Bowen LJ said that: ‘the very institution of [insolvency] proceedings’ ‘strike home at a man’s credit’. An action for malicious prosecution was available, but ‘No mere bringing of an action, although it is brought maliciously and without reasonable or probable cause, will give rise to an action for malicious prosecution. In no action, at all events in none of the ordinary kind, not even in those based on fraud where there are scandalous allegations in the pleadings, is damage to a man’s fair fame the necessary and natural consequence of bringing the action.’ As to the costs incurred in defending a civil action, he said: ‘The bringing of an ordinary action does not as a natural or necessary consequence involve any injury to a man’s property, for this reason, that the only costs which the law recognises, and for which it will compensate him, are the costs properly incurred in the action itself. For those the successful defendant will have been already compensated, so far as the law chooses to compensate him. If the judge refuses to give him costs, it is because he does not deserve them: if he deserves them, he will get them in the original action: if he does not deserve them, he ought not to get them in a subsequent action. Therefore the broad cannon is true that in the present day, and according to the present law, the bringing of an ordinary action, however maliciously, and however great the want of reasonable and probable cause, will not support a subsequent action for malicious prosecution.’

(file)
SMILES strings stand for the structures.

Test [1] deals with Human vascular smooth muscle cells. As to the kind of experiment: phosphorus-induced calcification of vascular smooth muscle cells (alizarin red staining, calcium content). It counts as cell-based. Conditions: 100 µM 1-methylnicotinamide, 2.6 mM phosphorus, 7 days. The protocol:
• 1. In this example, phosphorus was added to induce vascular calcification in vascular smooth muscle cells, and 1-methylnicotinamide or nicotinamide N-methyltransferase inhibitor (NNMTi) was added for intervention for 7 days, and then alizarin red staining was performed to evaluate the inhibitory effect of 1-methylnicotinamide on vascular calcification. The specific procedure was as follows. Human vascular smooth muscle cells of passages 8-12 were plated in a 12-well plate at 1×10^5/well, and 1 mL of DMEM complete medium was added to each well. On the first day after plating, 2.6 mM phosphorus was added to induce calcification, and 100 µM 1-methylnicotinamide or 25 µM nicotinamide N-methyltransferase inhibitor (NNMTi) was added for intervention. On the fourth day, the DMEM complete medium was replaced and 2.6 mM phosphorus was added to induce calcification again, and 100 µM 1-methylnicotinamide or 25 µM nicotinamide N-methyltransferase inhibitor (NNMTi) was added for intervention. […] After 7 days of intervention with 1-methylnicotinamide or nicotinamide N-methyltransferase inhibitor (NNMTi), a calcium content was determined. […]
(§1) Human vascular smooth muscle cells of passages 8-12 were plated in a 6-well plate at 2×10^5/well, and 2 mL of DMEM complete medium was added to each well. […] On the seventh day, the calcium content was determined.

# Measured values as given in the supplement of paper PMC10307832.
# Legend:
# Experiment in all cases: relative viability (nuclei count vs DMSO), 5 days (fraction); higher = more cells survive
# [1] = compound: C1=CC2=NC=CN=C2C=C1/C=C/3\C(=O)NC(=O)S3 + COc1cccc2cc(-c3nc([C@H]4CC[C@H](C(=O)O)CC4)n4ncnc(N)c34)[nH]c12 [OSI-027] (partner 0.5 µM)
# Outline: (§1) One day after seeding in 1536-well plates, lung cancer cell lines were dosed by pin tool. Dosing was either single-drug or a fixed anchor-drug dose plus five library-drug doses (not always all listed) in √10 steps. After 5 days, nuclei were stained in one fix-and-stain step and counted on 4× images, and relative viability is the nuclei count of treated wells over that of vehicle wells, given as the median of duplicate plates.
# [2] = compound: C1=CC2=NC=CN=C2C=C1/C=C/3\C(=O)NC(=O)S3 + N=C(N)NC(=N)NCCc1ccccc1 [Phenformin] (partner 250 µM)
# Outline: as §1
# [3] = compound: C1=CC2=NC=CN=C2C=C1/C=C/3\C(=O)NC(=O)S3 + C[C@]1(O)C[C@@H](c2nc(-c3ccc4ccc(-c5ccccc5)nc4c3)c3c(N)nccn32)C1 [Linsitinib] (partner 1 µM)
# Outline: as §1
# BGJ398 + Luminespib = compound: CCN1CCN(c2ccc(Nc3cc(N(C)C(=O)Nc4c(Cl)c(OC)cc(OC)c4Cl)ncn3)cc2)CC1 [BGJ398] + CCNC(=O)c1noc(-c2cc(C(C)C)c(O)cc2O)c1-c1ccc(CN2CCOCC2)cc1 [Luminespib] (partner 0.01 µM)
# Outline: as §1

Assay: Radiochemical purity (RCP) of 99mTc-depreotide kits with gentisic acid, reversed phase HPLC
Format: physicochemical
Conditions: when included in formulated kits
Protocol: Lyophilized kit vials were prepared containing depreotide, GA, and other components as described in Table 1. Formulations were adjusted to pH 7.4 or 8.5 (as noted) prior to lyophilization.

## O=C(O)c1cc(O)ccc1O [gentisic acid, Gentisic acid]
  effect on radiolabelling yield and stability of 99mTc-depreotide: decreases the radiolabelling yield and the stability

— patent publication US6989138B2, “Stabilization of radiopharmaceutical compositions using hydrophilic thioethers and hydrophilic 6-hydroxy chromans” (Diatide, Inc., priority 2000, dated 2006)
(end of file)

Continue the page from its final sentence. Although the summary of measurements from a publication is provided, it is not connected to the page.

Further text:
Bowen LJ, Brett MR
(1883) 11 QBD 674, (1882-1883) 11 QBD 674, [1883] UKLawRpKQB 126